Los Angeles’s Broadway Theater and Commercial District is the first and largest theater district in the United States. Los Angeles has always been a performing arts and entertainment hub, and the artistic area was listed and entered into the National Register of Historic Places. It consists of twelve historic movie theaters lining six blocks of Broadway Street. The theaters were built as early as 1910, when Los Angeles was comparatively quite small in population. By 1931, when a few of the theaters were completed, Los Angeles had the highest concentration of cinemas in the world.
Walking along Broadway Street, with the many marquees and lavishly decorated exteriors, one gets a true sense of the era frozen in time. Routine efforts are made to ensure the conservation of the area architecture and cinematic palaces and to keep the history alive in the district. Though these days, most of the theaters are used for special events or markets rather than showings of films.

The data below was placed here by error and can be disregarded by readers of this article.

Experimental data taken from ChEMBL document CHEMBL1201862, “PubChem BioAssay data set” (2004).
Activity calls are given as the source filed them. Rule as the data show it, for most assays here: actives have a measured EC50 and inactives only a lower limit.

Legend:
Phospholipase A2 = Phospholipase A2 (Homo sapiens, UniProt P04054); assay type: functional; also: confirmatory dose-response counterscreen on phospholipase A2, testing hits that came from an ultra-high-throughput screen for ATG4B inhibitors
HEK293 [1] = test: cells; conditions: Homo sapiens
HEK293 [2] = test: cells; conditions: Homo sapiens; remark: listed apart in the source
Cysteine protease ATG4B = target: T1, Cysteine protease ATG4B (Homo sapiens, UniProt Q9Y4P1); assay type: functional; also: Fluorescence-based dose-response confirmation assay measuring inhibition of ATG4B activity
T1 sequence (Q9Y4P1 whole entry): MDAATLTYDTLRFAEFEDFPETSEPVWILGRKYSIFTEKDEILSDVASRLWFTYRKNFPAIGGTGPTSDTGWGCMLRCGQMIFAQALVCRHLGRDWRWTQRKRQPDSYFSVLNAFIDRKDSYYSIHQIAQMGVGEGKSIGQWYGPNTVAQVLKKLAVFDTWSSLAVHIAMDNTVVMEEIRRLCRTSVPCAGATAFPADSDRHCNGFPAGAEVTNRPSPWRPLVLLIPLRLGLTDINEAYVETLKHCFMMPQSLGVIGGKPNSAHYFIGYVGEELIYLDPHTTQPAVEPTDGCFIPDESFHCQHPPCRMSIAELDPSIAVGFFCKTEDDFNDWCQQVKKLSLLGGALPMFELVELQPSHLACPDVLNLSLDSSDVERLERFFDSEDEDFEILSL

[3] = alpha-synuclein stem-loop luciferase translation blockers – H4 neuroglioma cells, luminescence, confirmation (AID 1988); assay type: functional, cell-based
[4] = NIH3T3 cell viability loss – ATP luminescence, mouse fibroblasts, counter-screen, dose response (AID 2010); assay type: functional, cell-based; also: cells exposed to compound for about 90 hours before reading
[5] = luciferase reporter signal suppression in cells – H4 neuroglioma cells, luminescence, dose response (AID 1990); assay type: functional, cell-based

Los Angeles is one of the cities closely tied to the fashion world, and although the area in the city known as the Fashion District is largely catering to the industry it's also a tourist attraction that's partly open to the public.
LA's Fashion District is a hive of design activity – more than 100 blocks where fabric makers and wholesale clothing distributors occupying huge warehouses. These places don't sell to the general public, but there are some retail businesses in the neighborhood – and even some that are typically only open to the industry have special sale days once each month during which they sell off samples.